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Sunday, October 17th, 2010 11:28 am
I love this cake to pieces, but can't cook it where I live (elevation: 7000 feet.) It's based on  a cake I had a lot in restaurants in the UK called "Fudge Cake," and the 'frosting' is a reflection of that. The main point of it is to use it to frost the cake, and then let it cool enough to let the (well, chocolate sauce) harden into a firm chocolate paste. Now, this sounds a bit silly, but the reason you want to cool it down is so that you can heat it back up. Seriously. This cake was always served hot, with the sauce pooling and seeping into the cake. It's marvelous, marvelous stuff, which is why I went to the trouble of trying to approximate it. As I mention down in the recipe, you can eat it cold, or you can just eat it immediately by pouring it over slices of cake. Cold is no fun and kind of goes against the whole entire point of not using a traditional frosting. Eating it immediately is appealing, but that's even more messy and also means it pretty much has to be eaten all at once, because there's no way to really frost it and save it after you've cut it up. (Well, you can, but it will never be as nice as if you did it properly in the first place).

The cream-cheese frosting is tasty and unusual. I've included it because the fudge one is a little more work, a lot more messy, and etc. So I've stolen the cream-cheese frosting from my friend Claire. It works surprisingly well with the chocolate cake.

Cake Ingredients:

*1 and 3/4 cups flour
*1 and 3/4 cups baking cocoa (better quality means better cake!)
*2 cups sugar
*1 and 1/2 teaspoons baking soda
*1 and 1/2 teaspoons baking powder
*1 teaspoon salt

*2 eggs
*1 cup milk
*1/2 cup vegetable oil
*2 teaspoons vanilla extract
*1 cup boiling (or simply hot) water

Pans: two 9-inch round pans, greased *very* well. I recommend shortening or baking PAM spray-on stuff.
Oven preheated to 350 F.
Cake Directions:
Mix the dry ingredients together. In fact, sift them together if you have a sifter, the more the better. The better they are mixed together, the more exquisitely fine the cake will be. 
Stir in the eggs, milk, oil, and vanilla extract. When you've stirred it fairly well together, stir in the hot water. Mix until you have a smooth batter. It will be a very thin, liquid batter. Pour into the cake pans and bake for  25-35 minutes. You'll have to check it with a toothpick. However, you can usually smell when they are done. The trick is to get them out before you smell them becoming overdone. Set the cakes aside to cool.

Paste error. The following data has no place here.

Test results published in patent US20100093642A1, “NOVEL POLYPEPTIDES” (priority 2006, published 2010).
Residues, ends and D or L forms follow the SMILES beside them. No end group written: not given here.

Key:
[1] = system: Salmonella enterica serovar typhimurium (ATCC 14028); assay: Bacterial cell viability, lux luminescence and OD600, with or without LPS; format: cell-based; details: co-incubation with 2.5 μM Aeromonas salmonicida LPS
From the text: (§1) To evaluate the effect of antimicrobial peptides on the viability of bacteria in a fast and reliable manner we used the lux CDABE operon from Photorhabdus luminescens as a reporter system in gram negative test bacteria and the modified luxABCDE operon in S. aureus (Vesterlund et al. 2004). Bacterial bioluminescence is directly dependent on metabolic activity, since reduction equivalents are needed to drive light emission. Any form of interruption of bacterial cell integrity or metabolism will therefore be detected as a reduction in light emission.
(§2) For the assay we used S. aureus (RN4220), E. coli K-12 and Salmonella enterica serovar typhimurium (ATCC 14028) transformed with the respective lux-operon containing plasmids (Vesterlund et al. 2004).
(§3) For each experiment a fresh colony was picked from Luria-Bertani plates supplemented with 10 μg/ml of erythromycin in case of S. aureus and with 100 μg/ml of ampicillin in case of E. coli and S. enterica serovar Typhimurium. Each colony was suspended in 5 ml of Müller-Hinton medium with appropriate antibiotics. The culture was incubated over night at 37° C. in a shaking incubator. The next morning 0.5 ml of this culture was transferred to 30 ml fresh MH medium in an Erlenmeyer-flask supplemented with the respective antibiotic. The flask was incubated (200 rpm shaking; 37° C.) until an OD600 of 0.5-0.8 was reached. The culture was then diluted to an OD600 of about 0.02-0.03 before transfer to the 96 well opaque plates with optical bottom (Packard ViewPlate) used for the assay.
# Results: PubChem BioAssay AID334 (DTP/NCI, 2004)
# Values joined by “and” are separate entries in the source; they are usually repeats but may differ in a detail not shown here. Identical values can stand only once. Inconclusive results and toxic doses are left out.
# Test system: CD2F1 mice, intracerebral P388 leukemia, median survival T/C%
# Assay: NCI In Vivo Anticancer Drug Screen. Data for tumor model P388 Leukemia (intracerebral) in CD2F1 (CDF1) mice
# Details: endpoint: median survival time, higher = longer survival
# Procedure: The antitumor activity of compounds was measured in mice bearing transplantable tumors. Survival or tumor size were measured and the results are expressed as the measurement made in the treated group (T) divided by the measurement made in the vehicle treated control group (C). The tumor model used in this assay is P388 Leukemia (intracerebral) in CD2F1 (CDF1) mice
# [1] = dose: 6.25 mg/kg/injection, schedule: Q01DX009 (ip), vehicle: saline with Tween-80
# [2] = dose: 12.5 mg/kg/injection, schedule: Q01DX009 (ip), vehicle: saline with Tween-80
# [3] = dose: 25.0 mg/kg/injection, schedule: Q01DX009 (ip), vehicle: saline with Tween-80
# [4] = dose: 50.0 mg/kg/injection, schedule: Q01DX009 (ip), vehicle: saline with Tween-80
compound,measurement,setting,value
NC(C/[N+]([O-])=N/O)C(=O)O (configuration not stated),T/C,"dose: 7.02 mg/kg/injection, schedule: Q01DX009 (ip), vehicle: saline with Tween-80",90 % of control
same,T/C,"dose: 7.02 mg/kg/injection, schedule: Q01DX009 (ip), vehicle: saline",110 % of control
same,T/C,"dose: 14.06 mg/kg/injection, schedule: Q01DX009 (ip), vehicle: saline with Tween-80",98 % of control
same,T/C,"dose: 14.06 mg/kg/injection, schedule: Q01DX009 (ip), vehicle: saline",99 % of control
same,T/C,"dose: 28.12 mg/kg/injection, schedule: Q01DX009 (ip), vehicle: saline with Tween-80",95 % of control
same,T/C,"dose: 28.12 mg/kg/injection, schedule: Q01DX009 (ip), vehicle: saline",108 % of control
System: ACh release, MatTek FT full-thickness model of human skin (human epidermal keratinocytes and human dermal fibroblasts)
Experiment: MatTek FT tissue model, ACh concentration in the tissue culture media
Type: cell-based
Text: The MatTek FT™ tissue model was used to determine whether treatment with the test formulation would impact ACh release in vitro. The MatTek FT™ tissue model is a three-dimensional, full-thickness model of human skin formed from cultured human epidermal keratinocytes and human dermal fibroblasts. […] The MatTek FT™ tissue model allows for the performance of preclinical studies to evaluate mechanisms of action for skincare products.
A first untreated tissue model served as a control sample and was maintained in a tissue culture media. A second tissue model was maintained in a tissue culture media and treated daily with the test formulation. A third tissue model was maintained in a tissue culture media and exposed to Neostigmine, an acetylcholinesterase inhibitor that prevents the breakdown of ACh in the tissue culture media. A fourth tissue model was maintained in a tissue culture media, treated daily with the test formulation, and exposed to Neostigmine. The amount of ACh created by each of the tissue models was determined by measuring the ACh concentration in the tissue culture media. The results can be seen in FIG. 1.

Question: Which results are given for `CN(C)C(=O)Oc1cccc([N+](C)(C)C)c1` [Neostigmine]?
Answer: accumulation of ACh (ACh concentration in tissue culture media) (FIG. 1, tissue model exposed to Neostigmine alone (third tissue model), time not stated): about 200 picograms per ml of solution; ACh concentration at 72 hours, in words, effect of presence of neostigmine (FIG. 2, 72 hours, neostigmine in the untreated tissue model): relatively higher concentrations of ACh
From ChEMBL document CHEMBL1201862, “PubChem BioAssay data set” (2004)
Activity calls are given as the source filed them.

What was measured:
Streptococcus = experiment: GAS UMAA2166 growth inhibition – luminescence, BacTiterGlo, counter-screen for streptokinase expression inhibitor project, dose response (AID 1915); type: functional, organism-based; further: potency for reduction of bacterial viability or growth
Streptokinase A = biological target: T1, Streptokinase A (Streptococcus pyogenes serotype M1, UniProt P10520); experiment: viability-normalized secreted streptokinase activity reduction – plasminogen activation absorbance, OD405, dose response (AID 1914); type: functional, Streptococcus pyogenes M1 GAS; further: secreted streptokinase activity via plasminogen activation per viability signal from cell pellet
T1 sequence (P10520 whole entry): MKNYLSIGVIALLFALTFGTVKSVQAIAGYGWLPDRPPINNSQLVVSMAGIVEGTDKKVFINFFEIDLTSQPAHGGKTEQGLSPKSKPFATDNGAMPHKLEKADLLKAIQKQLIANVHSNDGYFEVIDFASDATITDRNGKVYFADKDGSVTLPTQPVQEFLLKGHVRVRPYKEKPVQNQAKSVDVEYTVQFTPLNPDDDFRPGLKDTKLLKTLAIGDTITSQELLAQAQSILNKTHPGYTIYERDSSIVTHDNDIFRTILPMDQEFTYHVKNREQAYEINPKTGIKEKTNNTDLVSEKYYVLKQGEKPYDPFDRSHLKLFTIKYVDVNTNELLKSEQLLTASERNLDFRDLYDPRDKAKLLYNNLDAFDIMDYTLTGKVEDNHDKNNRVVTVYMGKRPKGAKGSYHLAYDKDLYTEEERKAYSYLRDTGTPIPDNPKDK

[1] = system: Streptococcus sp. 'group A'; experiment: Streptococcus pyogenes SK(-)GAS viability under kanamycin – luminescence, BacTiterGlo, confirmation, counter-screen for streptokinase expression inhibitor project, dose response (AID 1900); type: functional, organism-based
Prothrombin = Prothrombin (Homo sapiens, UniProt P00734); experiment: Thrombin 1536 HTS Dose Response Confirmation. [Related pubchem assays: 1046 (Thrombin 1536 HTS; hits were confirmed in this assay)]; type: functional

Frosting 1  (for Atomic Fudge Cake)
This should be made when the cake has cooled and has been removed from the pans.
*8 ounces of dark chocolate
*3/4 cup heavy whipping cream
*about 1/4 cup powdered sugar
*Two teaspoons of boiling water.

melt  dark chocolate in a double boiler (or, float a smaller pot in a larger pot filled with water). Be sure to stir a bit. Turn the stove to a low temp, but keep the chocolate in the double boiler.
Seperately, mix the water and the powdered sugar. When this is smooth, stir it into the chocolate. Then stir the cream into the chocolate, until it has a smooth consistency. Remove from stove.

Put the bottom layer of the cake onto a plate. Pour this fudge-sauce over it, and then use a knife or a rubber spatula to even it out. You want a nice thick coat of the sauce. Then place the second layer on the first layer of cake, and pour the sauce over it. You'll want as much puddled on it as you can and still have it relatively even. spread some around the edges as well. Then, refrigerate. After the sauce has cooled and hardened into a soft-fudge like consistency, the cake is ready to be sliced. You can eat it cold, but the main point of this cake is for the slices to be microwaved.
Slice the cake, put the slice on a plate, and microwave for 30-60 seconds (you want the fudge hot, but not scorched). The cake gets warm, and the fudge gets hot and soaks into the cake. Yummy. If you want to eat the cake immediately, instead of frosting the cake, simply cut slices and then pour the sauce over that.

Frosting option 2
Mix 1 part cream cheese and 1 part butter*. Sift in a little powdered sugar. Mash and fluff this with a fork until it has a traditional frosting-like consistency. Add some blue food-dye for the fun of it. Spread on cake like normal.

* I am sorry that isn't more precise. I copied this from a housemate, and at the time, we just used 1 stick of butter to a half block of cream cheese, because they were packaged and sized so similarly (i.e the stick of butter was exactly half the block of cream cheese).





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